Posted by sunny on August 10, 2005 at 22:11:24:
In Reply to: Re: Supply the plant Extract and Herbal Extract posted by lily on April 17, 2005 at 23:34:25:
How are you!
I am so glad to have this precious opportunity to introduce our company products to you.
Some descriptions in short way we indicate below
Green Tea Extract Camellia sinensis (L.)
Camellia sinensis (L.)
Acute Breathing Disorders, Antibacterial, Anti-caries, Anti-inflammatory, Antioxidant, Antiseptic, Radiation Poisoning, Skin Disorders, Stimulant, Antispasmodic, Astringent, Breathing Disorders, Canker Sores, Cellular Regeneration, Cleansing/Detoxification, Diarrhea, Digestive Disorders, Drowsiness, Emphysema, Gingivitis, Indigestion, Liver Health Maintenance, Sunburn, Tooth Decay (prevention), Ulcers (Peptic), Ultraviolet Radiation (Sun) Protection, Vascular Disorders
Trial Clinical Study Results:
To evaluate the anti-caries effect of green tea, a group of 150 volunteers were randomly divided into 3 groups: A, B and C with 50 persons in each. People in test groups A and B were given a green tea polyphenol tablet whereas placebo was given to group C (tablets were taken three times daily). After 3 weeks, group A was given placebo and group B continued with polyphenols for 6 weeks. After using polyphenol tablets for 2 weeks, the plaque index of test groups were clearly lower than the control group (P < 0.01). After stopping use of the polyphenol tablet, the effect was still kept for 3 weeks. It can be concluded that polyphenol tablets from Chinese green tea have significant anti-plaque effect and can therefore help to prevent dental cavities.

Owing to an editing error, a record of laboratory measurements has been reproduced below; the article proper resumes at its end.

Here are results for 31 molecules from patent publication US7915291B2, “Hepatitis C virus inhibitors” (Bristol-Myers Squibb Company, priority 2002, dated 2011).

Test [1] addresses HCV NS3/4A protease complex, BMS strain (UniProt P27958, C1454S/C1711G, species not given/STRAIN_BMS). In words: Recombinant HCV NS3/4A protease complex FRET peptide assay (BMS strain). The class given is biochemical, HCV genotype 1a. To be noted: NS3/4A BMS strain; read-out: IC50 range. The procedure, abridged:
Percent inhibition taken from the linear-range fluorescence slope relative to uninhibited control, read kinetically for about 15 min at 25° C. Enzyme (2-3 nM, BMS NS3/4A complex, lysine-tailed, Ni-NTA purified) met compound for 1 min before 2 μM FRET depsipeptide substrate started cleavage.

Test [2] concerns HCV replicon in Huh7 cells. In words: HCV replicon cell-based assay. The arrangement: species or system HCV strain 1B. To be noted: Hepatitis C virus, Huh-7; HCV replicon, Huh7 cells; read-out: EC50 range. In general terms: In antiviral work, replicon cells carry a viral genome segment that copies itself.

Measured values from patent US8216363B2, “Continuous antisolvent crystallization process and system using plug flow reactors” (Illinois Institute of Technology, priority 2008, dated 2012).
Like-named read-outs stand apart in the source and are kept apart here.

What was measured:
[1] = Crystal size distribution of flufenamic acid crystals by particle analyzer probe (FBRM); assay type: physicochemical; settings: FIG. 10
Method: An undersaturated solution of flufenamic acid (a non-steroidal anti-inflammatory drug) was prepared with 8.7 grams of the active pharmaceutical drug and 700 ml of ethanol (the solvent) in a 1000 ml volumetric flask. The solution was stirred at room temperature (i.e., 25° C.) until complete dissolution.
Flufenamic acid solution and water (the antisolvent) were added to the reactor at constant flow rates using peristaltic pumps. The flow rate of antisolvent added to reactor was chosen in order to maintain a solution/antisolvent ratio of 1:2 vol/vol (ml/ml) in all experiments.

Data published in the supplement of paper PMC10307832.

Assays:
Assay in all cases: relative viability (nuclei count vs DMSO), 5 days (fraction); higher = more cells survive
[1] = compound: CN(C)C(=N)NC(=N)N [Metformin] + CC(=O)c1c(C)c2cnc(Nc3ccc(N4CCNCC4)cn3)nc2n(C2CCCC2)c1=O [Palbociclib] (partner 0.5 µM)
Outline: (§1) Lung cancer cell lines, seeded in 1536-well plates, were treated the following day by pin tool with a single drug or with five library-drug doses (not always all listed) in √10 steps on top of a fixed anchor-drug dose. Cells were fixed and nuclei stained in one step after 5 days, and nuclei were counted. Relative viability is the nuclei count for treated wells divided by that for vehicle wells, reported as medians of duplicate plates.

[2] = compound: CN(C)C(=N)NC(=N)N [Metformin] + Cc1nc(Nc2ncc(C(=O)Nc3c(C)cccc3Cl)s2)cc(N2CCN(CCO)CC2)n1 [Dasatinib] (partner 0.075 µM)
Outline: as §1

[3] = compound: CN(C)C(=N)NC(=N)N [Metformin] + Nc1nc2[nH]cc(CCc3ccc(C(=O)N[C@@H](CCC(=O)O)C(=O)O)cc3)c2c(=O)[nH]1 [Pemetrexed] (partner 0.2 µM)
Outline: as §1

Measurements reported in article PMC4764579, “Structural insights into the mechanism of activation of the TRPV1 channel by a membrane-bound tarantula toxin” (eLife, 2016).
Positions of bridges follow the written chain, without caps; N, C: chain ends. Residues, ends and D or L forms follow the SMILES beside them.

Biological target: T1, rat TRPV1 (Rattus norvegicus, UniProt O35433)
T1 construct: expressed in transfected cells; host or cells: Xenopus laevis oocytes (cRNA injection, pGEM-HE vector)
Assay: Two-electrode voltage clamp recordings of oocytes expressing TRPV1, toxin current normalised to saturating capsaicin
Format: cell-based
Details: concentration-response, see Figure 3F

Green and black tea leaves contain: methylxanthines - caffeine (theine), up to 4% with smaller amounts of theobromine and theophylline, as well as traces of adenine and xanthine; tannins. Polyphenols: tannins, mainly catechol tannins (10-20%); (-)-epicatechol, 4-gallocatechol, epigallocatechin gallate (EGCG) and other catechol gallates; flavan-3-ols and flavan-3.4-diols, as well as dimeric thea-flavins and oligomeric proanthocyanidins (thearubigenins); phenolic carboxylic acids such as gallic and chlorogenic acids, etc. Flavour substances: alcohols (hex-3-en-1-ol, benzyl alcohol, and 2-phenyl-ethanol, as well as linalool in black tea and geraniol in green tea.); essential oils (monoterpene aldehydes and alcohols); and theanine, the 5-ethylamide of glutamic acid. Other constituents: abundant flavonoids (including the apigenin derivatives isoschaftoside and vicenin-3); triterpenoid saponins; hydroperoxide lyases (anti-oxidant enzymes, and potent inhibitors of lipoxygenase). The accumulation of aluminum in tea leaves and the occasionally high content of fluorine compounds in older leaves are worth noting. Recent studies show that the residual green tea leaves remaining after tea is made are also rich in powerful antioxidants including (ranked according to suppressive activity against hydroperoxide generation): chlorophyll a > lutein > pheophytin a > chlorophyll b > beta-carotene > pheophytin b. [Wichtl and Bisset 1994; and Higashi-Okai K, Yamazaki M, Nagamori H, Okai Y. Identification and antioxidant activity of several pigments from the residual green tea (Camellia sinensis) after hot water extraction. J UOEH. 2001 Dec 1; 23(4): 335-44].
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